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Rez Abbasi Acoustic Quartet: Intents and Purposes

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The conceit behind Intents and Purposes is a nifty one: seminal fusion tunes, rendered in the gentler textures of acoustic guitar (Rez Abbasi), vibraphone (Bill Ware), bass (Stephan Crump) and drums (Eric McPherson). Abbasi’s Acoustic Quartet makes its point handily in one track: Return to Forever’s “Medieval Overture,” one of the era’s most obnoxious recordings. Here, layers and layers of sound (and bombast) fall away, revealing an impressive composition that glows within Abbasi and Ware’s interplay. Even McPherson’s long drum solo, based in timbral variation, outdoes the original.

Not that the rest of the album is redundant; most of it is even better. “There Comes a Time” makes swing out of the Tony Williams Lifetime acid-rock jam, with Abbasi’s easy bends and Ware’s quiet fills making Lifetime seem oddly labored in comparison. “Black Market” tones down Weather Report’s funk to emphasize airy lyricism instead. “Red Baron” does the opposite, maintaining Billy Cobham’s good-time groove even with much subtler contributions all around (especially from McPherson, who’s smart and engaging without Cobham’s busyness). Virtuosity, too, persists despite subtlety, whether in four-way interactions like “Butterfly,” or in solos like Ware’s sumptuous syncopation on Pat Martino’s “Joyous Lake.” Abbasi has a remarkable fretless line on “Butterfly” and a gorgeous, unaccompanied baritone-guitar performance (with an English folk redolence) of Larry Coryell’s “Low-Lee-Tah.” Intents and Purposes is one of the first great records of 2015.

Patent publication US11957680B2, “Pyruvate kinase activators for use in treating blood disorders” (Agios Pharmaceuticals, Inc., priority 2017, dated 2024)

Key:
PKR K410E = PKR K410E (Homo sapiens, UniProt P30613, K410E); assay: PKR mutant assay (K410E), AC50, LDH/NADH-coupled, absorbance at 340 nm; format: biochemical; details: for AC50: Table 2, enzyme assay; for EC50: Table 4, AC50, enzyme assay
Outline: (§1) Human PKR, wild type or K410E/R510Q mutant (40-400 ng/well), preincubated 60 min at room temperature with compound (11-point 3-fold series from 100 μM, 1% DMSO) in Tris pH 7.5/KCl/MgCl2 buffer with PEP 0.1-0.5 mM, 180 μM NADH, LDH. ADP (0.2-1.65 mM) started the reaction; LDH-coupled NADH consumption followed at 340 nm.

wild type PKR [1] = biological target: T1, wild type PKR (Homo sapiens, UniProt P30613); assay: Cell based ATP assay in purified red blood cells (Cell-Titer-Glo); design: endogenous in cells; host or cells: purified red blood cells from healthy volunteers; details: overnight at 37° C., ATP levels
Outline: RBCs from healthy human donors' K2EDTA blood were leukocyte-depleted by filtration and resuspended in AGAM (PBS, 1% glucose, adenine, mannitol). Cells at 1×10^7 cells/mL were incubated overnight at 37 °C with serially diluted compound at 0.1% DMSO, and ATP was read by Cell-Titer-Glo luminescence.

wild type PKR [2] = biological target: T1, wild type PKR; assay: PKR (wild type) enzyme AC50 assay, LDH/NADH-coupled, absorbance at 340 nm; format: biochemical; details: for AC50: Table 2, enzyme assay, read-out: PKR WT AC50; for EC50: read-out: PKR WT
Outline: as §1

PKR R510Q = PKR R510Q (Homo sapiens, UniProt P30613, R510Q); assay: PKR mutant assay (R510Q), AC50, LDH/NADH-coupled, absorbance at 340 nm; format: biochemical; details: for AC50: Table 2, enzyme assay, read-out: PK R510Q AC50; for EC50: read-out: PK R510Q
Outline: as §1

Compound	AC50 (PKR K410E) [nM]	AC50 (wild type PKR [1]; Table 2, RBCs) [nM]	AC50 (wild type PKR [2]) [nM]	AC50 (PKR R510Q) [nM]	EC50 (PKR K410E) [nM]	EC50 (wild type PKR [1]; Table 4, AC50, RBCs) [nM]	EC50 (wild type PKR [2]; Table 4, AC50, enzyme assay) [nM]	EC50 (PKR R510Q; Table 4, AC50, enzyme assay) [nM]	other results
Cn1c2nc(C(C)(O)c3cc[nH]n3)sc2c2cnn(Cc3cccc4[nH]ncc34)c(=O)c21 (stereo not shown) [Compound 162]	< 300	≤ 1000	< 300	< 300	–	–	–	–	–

One caveat: Abbasi’s choices include Mahavishnu Orchestra’s “Resolution,” to which there isn’t much-it’s more or less a film cue in search of a titles sequence. The quartet, better than this material, does what it can.

Originally Published